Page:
Emily: (35:03)
Absolutely. It was clear to me from the beginning that for us to be able to create the kind of impact that distributed hydro can have on the world, we couldn’t do it alone and we absolutely needed partners to be able to help us to do that. And so as soon as we had this first demonstration of viability in a commercially operating setting, like with Denver water, I pivoted to look at how can I align energy to be able to scale this more quickly. I knew that going end user to end user to end user was never going to get us there. It took me about two years from the day of meeting Denver water to the day of first delivery. So even that was, I think most would consider lightning fast. But we can’t do that over and over again or else I’m going to be gray haired before the end of this.

Emily: (35:52)
But you know, meeting GE actually happened a bit by happenstance. I spoke to a women’s group of MBAs about my experience being an entrepreneur in it. It resonated with one of the, one of the women in the room and she went home and over the dinner table told her husband who works for GE and he got, you know, interested in this. And with a number of meetings in between, I was able to meet with ges, new CEO of hydro-power. Um, as of the end of last year. I heard someone say recently that success in entrepreneurship is a bit like success in fashion. The timing has to be everything. You have to have something that really resonates and aligns with the current trend. And you know, the truth is, is that both GE and MRG are highly, highly aligned in what we want to achieve. You know, for energy. Being able to utilize a partner like GE to scale into areas where I can hardly find them on a map and we don’t have the manufacturing reach to be able to serve those places is highly, highly valuable to us. And Similarly, GE is aware more than most of anyone that the hydro-power infrastructure globally is aging. And that, you know, to be able to develop new resources requires new thinking. You can’t just scale things down anymore. You have to radically re-imagine how you’re going to create new generation resources. And so what we deliver and what they’re looking for also aligns perfectly together. And so while of course, figuring out the mechanics of a partnership and, you know, how each would benefit in certain ways, we’re required legal expertise beyond my knowledge. But, um,

Bill: (37:40)
so you actually had to have a lawyer or too involved with this just a little bit.

Emily: (37:43)
A little bit. Yeah. Um, and, and meanwhile, I had my first baby, uh, about three weeks before. Um, we signed this partnership officially and so Julie, thank you. Thank you. So, um, there was a lot of uh, legal back and forth, even texting from the hospital trying to make sure that this all got ironed out, but we’re really excited about what the future looks like for Ammar g being able to now expand in partnership with GE, the mutual interest is really what facilitated it. At the end of the day, if ges interests weren’t already in this space, then it likely wouldn’t have happened.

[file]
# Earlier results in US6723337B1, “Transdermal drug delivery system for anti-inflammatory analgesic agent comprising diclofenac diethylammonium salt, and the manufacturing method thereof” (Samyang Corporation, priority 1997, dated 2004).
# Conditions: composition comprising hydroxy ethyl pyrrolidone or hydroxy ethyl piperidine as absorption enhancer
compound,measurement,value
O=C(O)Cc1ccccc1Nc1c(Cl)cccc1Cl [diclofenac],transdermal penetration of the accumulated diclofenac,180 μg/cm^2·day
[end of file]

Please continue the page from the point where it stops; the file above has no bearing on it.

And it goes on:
Bill: (38:25)
But I want to echo back something that you sort of said, but I want to call it out because it’s impressive you were out there telling the story and I think you are a great storyteller. You have a company that’s got great backstory with a very definable mission and you’re out there telling the story to people and you take time to talk to that group. You didn’t have to. And I think there’s a lot of serendipity involved and as a great storyteller with a great mission and somebody who’s willing to commit some time, and thank you for sharing that with us today. Two good things start to happen. It’s the, it’s the randomness of getting out there often enough. So yeah.

Emily: (38:56)
Yeah, that’s a great point. And many of the fortuitous things that I’ve been able to achieve along the way have been serendipitous of being in the right place at the right time, sharing the story with people who can really embrace it and so you can’t underestimate the importance of that for an entrepreneur.

Bill: (39:17)
Their willingness to tell these stories and tell them well as you do is going to be a continued part of your success. I’m honored to be here, so thank you. Thank you. All right. For the final round we ask everyone of the folks we have the privilege of talking with a couple of quick questions to sort of level set a broad perspective on the clean energy transition that we’re all part of. So let me just jump right into the questions. You go to a party, you’re talking to folks in other industries. What did they find most surprising about your business? Where clean energy most broadly?

Emily: (39:47)
You know, typically I tell people at parties I’m a hairdresser or something like that because when I tell them I’m in distributed hydro-power they typically look at me with crossed eyes. But I think that um, when we put it in the simplest terms for people that all the energy they need is potentially, you know, flowing right by their house or right under their feet and all they have to do is tap into it. They don’t have to actually build anything new. That really surprises people about energy’s business. Most people don’t think of water as an energy source, you know, when they just see it as they’re driving down the road or, or otherwise. And so reframing that perspective, I now have people that call me in earlier this morning, I got a, an email from someone traveling in Bucharest that said, what do you think of this canal? And reframing people to look at this infrastructure and think about how we power our world has been surprising I think for them. But also for me to learn about,